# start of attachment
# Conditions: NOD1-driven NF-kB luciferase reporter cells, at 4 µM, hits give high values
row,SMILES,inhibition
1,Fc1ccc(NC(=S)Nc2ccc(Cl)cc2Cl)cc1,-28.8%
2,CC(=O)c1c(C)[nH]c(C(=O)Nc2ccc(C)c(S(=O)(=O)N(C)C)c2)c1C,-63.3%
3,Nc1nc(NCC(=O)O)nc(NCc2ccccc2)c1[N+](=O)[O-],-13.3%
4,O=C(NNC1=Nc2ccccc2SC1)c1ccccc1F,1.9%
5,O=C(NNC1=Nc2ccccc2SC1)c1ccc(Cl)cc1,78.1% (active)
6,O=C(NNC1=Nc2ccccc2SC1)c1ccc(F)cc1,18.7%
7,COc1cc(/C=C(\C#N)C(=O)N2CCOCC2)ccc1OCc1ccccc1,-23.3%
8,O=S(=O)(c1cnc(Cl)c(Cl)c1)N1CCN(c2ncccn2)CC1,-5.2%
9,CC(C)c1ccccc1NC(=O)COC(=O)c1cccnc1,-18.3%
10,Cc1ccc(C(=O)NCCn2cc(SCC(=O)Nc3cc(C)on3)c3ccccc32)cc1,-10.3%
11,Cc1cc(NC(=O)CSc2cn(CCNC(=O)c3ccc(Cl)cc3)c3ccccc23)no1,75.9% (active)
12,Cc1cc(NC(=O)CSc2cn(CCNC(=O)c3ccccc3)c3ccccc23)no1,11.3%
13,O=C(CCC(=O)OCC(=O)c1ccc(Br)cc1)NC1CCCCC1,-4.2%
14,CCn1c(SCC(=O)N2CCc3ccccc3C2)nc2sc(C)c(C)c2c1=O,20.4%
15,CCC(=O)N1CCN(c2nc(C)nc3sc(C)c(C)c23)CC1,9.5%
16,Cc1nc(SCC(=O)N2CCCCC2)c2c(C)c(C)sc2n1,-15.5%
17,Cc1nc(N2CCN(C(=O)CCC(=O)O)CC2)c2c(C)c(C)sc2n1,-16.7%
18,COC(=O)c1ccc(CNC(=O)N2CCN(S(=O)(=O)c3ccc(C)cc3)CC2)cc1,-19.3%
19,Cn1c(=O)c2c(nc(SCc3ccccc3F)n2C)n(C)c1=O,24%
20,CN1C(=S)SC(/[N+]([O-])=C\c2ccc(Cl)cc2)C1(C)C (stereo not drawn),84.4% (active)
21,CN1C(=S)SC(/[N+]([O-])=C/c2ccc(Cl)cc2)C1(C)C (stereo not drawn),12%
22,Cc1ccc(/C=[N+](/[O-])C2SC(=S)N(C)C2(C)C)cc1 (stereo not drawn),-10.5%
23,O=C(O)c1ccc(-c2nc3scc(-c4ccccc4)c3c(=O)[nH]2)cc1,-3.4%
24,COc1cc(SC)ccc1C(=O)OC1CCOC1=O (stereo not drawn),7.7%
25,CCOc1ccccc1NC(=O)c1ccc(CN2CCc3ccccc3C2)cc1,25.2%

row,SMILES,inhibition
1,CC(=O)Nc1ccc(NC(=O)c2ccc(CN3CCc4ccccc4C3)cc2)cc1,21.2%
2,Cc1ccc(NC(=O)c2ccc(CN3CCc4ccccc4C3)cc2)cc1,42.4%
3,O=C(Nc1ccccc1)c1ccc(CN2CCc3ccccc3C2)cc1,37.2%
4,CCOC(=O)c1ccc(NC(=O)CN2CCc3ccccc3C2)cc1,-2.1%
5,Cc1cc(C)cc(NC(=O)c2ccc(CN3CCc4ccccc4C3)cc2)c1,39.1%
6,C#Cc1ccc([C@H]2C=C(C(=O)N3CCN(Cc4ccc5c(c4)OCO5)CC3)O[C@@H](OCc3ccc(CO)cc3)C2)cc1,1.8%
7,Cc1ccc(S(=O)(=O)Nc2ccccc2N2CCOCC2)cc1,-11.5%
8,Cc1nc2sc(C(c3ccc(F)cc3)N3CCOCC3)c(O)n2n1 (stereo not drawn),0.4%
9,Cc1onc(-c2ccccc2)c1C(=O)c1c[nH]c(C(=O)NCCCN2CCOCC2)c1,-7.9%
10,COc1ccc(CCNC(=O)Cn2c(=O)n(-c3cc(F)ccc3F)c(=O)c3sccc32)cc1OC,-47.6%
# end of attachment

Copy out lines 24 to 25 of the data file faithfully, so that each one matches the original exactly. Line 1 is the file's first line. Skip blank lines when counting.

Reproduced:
22,Cc1ccc(/C=[N+](/[O-])C2SC(=S)N(C)C2(C)C)cc1 (stereo not drawn),-10.5%
23,O=C(O)c1ccc(-c2nc3scc(-c4ccccc4)c3c(=O)[nH]2)cc1,-3.4%